Home » Why Do Hamsters Attack Each Other?
why do hamsters fight with each other?

Why Do Hamsters Attack Each Other?

(Last Updated On: September 7, 2022)

Just looking at hamsters with their fluffy fur, cute puffy cheeks, and little pointed ears, you’d never think they’d be aggressive enough to fight each other.

However, hamsters get aggressive and start attacking each other occasionally. If you have two or more hamsters housed together, they’re bound to fight for one reason or another at some point.

There are many reasons why hamsters attack each other, but there are ways to get them to stop fighting.

Why Do Hamsters Fight with Each Other?

You’ve grown used to being lulled to sleep by the persistent sound of the hamster wheel spinning at night. Aside from the wheel turning constantly, all is quiet.

Suddenly, you’re awoken by the angry squeaks of two hamsters battling it out in the night.

If you’re an owner of multiple hamsters long enough, it’ll happen eventually, as they tend to be loners. The only thing you can’t understand is why your hamsters are fighting.

Hamsters have mood swings and bad days, just like us. When you have two or more hamsters in a cage together, some of those moods are bound to clash and lead to fighting.

Here are the most common reasons why hamsters attack each other:

1/ Playing, Not Fighting

It could be that they’re playing when it looks or sounds like your hamsters are fighting.

According to Developmental Psychobiology, as Syrian hamsters (golden hamsters) mature from juveniles to adults, they go from playing to fighting aggressively.

When Syrian hamsters are young, they play fight frequently, with their attacks usually focused on the face and cheeks.

As they mature, the targeted attack areas shift to the flanks, lower belly, and rump.

The play fighting gradually shifts to aggressiveness in the adult hamsters, and the attacks become less frequent.

This is probably why it’s recommended to keep adult Syrian hamsters alone in a cage and not to house them together.

Dwarf hamsters like to play fight, but it usually consists of chasing each other, wrestling, and rolling around together.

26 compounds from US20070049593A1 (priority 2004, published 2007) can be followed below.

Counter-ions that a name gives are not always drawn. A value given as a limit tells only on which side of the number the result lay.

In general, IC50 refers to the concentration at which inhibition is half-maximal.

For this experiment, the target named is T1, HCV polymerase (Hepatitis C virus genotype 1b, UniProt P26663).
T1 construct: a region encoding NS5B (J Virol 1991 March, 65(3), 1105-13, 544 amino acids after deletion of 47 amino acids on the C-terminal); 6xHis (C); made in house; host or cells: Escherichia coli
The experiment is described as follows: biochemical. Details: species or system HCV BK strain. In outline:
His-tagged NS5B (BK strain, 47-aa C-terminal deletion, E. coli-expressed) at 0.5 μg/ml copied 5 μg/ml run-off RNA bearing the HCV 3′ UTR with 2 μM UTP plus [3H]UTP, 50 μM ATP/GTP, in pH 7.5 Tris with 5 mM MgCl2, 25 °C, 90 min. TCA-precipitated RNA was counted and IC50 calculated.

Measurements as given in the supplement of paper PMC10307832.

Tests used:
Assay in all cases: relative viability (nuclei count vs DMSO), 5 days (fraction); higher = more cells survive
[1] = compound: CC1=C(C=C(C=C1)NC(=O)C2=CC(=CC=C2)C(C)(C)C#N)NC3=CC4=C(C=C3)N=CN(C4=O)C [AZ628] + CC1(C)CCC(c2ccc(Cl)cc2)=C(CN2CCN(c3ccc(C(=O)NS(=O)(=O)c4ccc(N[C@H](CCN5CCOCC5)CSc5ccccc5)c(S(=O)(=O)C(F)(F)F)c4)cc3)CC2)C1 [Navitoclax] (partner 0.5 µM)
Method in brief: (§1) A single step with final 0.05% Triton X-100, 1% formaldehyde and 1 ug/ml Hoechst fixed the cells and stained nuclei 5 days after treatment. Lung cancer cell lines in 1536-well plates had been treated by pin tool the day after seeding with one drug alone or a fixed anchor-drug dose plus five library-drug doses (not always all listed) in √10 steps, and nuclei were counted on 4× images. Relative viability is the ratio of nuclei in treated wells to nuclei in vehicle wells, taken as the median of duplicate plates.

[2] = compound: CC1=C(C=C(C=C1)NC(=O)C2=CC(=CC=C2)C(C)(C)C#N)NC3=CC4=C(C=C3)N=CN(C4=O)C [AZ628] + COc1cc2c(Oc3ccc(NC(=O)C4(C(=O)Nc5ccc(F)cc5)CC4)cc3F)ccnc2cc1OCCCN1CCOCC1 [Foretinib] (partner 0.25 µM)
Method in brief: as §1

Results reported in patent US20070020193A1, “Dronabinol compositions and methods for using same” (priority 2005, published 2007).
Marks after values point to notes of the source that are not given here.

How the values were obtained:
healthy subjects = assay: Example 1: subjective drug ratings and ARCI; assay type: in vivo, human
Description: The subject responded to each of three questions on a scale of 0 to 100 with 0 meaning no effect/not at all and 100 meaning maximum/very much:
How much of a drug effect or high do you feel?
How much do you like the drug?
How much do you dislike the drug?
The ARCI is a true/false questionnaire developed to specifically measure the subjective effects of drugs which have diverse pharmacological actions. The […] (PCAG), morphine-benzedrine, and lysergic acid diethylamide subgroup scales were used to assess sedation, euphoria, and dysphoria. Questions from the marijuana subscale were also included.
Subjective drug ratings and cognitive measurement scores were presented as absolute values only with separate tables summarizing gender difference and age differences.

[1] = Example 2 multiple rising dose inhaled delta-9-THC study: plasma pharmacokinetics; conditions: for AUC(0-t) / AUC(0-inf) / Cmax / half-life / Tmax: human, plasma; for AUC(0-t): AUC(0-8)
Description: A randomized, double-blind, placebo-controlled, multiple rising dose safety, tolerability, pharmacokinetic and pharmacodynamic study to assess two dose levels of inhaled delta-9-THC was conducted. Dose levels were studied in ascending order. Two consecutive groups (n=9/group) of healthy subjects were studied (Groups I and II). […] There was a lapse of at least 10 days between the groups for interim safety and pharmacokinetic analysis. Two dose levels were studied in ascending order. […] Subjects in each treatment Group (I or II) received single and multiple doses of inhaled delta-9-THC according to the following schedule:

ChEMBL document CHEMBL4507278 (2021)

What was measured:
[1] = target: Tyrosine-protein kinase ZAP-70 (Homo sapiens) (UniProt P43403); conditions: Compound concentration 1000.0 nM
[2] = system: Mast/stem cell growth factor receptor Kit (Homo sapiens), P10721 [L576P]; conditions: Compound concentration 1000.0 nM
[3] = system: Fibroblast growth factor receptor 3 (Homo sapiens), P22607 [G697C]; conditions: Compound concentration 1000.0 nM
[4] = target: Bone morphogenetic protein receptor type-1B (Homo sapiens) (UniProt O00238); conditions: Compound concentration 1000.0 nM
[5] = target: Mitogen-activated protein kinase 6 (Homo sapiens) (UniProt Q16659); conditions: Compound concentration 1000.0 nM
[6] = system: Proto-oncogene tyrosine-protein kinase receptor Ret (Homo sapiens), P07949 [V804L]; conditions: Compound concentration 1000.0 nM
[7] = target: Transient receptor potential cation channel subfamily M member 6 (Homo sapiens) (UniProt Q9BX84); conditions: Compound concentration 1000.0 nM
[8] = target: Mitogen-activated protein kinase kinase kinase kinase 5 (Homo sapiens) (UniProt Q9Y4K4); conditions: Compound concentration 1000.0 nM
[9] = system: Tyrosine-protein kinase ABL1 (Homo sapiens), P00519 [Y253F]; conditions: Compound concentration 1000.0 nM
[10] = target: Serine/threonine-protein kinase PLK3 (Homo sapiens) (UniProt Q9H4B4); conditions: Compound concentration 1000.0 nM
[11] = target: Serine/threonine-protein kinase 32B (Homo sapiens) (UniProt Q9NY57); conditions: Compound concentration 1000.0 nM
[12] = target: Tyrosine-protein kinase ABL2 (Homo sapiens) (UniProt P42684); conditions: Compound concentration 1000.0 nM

If you notice any wounds or bleeding, you should be concerned that their playing has turned to aggressive fighting.

why do hamsters fight to the death?

2/ Living Space is Too Small

If your hamsters have started fighting frequently, the reason could be that there just isn’t enough space for them all.

Tempers are sure to flare when too many hamsters are crowded and don’t have room to spread out.

Hamsters can often be territorial, and a fight can break out when another hamster impedes their claimed space.

3/ Opposite Sexes Living Together

When it comes to hamsters, it’s best to house only same-sex hamsters together.

Having males and females housed together can lead to fights over mating. While most would assume it’d be the males that are the aggressors during mating, that’s not always the case.

According to the National Library of Medicine: National Center for Biotechnology Information, as hamsters get close to sexual maturity, aggressive females may fight until dominance is established.

Aside from sexually, fighting could also start because one hamster wants to show dominance over the others in other ways.

Hamsters tend to get along best when females are housed with females and males are housed with males.

Plus, you’d avoid the possibility of your hamsters having unwanted babies, especially if your hamsters happen to be siblings.

4/ Feel Threatened

Your hamsters could start fighting if one of them feels threatened by another. This could happen if you have a more territorial or domineering hamster than the others.

Hamsters may even feel threatened over something as small as having to share a water feeder or hamster wheel.

One hamster may claim something as theirs and fight with others that try to use or come near it.

Hamster Body Language Signs of Fighting

If you watch your hamsters closely, you may be able to tell if a fight may start soon. Hamsters use body language to express their emotions.